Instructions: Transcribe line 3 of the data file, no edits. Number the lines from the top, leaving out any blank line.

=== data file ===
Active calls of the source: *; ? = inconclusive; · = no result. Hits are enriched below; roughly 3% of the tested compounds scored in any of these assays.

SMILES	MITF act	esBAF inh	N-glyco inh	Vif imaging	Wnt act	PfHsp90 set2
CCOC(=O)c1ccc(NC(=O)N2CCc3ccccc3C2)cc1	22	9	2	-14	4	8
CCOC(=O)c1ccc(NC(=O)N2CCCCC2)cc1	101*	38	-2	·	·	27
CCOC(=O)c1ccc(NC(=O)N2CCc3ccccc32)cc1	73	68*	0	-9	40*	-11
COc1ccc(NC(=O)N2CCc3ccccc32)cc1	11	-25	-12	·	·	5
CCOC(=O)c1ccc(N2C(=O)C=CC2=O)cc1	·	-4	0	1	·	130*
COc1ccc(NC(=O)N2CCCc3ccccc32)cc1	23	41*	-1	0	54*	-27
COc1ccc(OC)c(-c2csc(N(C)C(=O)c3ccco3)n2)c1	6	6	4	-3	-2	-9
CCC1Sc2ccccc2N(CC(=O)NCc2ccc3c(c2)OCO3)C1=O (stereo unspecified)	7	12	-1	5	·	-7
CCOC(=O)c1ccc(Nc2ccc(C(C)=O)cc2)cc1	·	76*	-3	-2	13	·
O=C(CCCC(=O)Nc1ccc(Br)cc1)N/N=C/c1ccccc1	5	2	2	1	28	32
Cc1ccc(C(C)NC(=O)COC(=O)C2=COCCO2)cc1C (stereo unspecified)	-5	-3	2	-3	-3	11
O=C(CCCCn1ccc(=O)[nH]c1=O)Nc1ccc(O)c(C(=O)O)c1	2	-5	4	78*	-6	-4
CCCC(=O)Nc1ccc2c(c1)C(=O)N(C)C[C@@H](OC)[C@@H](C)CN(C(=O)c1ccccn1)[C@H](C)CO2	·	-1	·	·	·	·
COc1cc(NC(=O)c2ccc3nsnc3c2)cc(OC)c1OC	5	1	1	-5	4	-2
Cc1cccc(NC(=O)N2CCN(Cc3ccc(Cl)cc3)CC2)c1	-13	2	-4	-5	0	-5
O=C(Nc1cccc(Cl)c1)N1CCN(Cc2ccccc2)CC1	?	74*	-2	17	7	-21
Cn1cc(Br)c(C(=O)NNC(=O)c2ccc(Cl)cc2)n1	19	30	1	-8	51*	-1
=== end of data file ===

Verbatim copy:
CCOC(=O)c1ccc(NC(=O)N2CCc3ccccc3C2)cc1	22	9	2	-14	4	8